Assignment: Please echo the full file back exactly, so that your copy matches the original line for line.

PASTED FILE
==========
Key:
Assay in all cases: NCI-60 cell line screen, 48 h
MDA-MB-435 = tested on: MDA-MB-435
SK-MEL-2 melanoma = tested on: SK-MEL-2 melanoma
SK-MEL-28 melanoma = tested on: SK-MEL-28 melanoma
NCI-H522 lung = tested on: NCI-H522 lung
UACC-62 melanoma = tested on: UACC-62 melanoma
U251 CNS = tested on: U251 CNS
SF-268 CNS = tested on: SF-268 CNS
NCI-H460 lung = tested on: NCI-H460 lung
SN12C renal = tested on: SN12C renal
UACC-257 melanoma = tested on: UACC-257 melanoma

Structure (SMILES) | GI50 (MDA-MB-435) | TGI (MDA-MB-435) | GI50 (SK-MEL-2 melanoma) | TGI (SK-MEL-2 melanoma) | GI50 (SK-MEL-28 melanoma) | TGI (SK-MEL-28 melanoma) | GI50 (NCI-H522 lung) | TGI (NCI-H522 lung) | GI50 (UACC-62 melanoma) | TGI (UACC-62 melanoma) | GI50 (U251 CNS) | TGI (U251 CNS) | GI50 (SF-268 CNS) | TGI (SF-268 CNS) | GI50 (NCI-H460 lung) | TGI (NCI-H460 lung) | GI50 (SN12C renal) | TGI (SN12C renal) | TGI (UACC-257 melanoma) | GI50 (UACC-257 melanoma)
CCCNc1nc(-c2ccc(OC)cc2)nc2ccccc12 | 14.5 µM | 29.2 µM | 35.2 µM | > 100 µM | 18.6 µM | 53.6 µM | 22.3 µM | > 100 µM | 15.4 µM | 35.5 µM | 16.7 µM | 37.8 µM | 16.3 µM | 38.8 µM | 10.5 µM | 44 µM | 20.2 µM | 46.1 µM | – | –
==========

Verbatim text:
Key:
Assay in all cases: NCI-60 cell line screen, 48 h
MDA-MB-435 = tested on: MDA-MB-435
SK-MEL-2 melanoma = tested on: SK-MEL-2 melanoma
SK-MEL-28 melanoma = tested on: SK-MEL-28 melanoma
NCI-H522 lung = tested on: NCI-H522 lung
UACC-62 melanoma = tested on: UACC-62 melanoma
U251 CNS = tested on: U251 CNS
SF-268 CNS = tested on: SF-268 CNS
NCI-H460 lung = tested on: NCI-H460 lung
SN12C renal = tested on: SN12C renal
UACC-257 melanoma = tested on: UACC-257 melanoma

Structure (SMILES) | GI50 (MDA-MB-435) | TGI (MDA-MB-435) | GI50 (SK-MEL-2 melanoma) | TGI (SK-MEL-2 melanoma) | GI50 (SK-MEL-28 melanoma) | TGI (SK-MEL-28 melanoma) | GI50 (NCI-H522 lung) | TGI (NCI-H522 lung) | GI50 (UACC-62 melanoma) | TGI (UACC-62 melanoma) | GI50 (U251 CNS) | TGI (U251 CNS) | GI50 (SF-268 CNS) | TGI (SF-268 CNS) | GI50 (NCI-H460 lung) | TGI (NCI-H460 lung) | GI50 (SN12C renal) | TGI (SN12C renal) | TGI (UACC-257 melanoma) | GI50 (UACC-257 melanoma)
CCCNc1nc(-c2ccc(OC)cc2)nc2ccccc12 | 14.5 µM | 29.2 µM | 35.2 µM | > 100 µM | 18.6 µM | 53.6 µM | 22.3 µM | > 100 µM | 15.4 µM | 35.5 µM | 16.7 µM | 37.8 µM | 16.3 µM | 38.8 µM | 10.5 µM | 44 µM | 20.2 µM | 46.1 µM | – | –